Originally Posted by nostrum09
I need everyone not me who's on now to make one big post so I can address all items at once =)
You somewhat contradicted your own position. You indicate that AA has stopped publishing its success rates because it may not be statistically different from those who don't attend AA, but then go on to mention that it's the peer-pressure and regular meetings that prevent their rate from being lower. That would imply that without those meetings (i.e., those who simply make it a personal goal), those people would fail.
As for this being an example that religion is for the weak, do you believe that medicine is for the weak? If you broke your arm, would you make it your personal goal to set it yourself and heal on your own, or would you go to the doctor? Given that addiction is both mental and physical, the logical extension for alcoholics is that for the mental aspect, help may also be needed. Whether that help comes from a therapist or from a religious-based support group makes no difference.
When they last published, they did not have a good success rate. There's a Penn & Teller about this- pretty good. I think the meetings and support are good, and teaching people they CAN'T control their own drinking without mystical forces is counterproductive. They tned to balance out.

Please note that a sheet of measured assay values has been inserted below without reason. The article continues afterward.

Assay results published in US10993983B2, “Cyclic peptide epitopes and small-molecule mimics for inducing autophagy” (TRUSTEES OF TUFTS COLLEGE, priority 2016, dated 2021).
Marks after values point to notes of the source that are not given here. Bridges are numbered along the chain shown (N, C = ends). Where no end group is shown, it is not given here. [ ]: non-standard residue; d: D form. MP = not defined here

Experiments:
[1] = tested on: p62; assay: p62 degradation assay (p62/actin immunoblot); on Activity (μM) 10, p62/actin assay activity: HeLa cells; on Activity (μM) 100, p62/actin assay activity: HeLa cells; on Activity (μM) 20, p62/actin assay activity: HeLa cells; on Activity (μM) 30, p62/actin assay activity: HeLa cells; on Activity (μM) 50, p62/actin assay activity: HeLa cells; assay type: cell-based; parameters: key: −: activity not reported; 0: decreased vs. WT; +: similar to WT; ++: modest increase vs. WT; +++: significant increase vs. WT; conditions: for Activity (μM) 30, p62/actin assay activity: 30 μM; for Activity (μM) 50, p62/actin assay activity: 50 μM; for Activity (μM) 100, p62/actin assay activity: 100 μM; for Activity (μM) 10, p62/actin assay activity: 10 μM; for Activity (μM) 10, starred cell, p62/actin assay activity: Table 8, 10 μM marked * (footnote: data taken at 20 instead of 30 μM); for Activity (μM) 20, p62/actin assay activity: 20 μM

Meds are science based. They aren't distributed until they're proven to do something, and people understand how they work. If someone needed placebos to function, then yes- that'd be a weakness. People have used the crutch of religion to better themselves. However, ultimately the work was their own. What if I decided to live a more moral life in order to provide better cover for myself, and to uphold the responsibilities of, my true identity as a real-life super hero. Maybe I'd actually become more moral, but is this really a healthy way to go about it? Would it not be healthier to confront reality and use rational reasons to behave moral?
I imagine there are people who'd be a menace without fear of God, so I guess that makes it a useful tool. I wouldn't truly consider those people moral though- just afraid.
Again: to the extent it doesn't affect me, I don't really have an vested interest in what strangers believe, even if they want to believe they're superheros. I do find it interesting though.